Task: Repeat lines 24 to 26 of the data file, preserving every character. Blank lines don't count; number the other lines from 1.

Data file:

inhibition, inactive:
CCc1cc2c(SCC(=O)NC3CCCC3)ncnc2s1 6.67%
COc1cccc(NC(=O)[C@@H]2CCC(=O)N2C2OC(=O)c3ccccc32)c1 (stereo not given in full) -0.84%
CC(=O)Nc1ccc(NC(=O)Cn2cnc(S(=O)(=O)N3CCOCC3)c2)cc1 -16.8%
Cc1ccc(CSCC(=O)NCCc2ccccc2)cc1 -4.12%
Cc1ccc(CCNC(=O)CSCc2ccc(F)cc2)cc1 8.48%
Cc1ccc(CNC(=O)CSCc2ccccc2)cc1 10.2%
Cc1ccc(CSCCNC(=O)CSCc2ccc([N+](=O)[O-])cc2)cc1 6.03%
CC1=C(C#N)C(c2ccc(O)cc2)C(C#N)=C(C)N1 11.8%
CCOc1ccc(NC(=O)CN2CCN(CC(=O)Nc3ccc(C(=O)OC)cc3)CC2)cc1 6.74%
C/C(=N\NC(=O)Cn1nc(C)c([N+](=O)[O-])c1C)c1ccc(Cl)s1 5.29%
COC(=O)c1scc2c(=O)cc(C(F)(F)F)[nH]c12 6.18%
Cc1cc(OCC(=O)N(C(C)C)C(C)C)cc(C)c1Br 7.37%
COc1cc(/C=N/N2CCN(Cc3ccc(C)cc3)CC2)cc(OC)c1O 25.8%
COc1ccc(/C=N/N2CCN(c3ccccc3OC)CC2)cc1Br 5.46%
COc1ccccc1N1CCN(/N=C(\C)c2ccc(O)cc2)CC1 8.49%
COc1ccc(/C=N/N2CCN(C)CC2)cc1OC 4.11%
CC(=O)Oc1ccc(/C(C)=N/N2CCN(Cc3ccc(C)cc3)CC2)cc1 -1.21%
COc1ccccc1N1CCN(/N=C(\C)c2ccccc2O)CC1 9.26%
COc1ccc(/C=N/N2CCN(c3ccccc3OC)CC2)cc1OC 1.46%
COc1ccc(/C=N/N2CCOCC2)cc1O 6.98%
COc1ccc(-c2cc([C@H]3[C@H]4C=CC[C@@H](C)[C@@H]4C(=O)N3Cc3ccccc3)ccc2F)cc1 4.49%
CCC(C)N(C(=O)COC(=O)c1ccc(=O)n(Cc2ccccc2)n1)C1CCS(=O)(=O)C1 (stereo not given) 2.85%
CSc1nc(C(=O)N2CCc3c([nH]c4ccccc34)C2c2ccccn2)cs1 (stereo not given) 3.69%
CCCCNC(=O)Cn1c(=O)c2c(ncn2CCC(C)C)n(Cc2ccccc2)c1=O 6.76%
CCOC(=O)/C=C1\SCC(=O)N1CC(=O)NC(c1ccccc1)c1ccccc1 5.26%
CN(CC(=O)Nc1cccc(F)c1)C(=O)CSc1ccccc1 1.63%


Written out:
CSc1nc(C(=O)N2CCc3c([nH]c4ccccc34)C2c2ccccn2)cs1 (stereo not given) 3.69%
CCCCNC(=O)Cn1c(=O)c2c(ncn2CCC(C)C)n(Cc2ccccc2)c1=O 6.76%
CCOC(=O)/C=C1\SCC(=O)N1CC(=O)NC(c1ccccc1)c1ccccc1 5.26%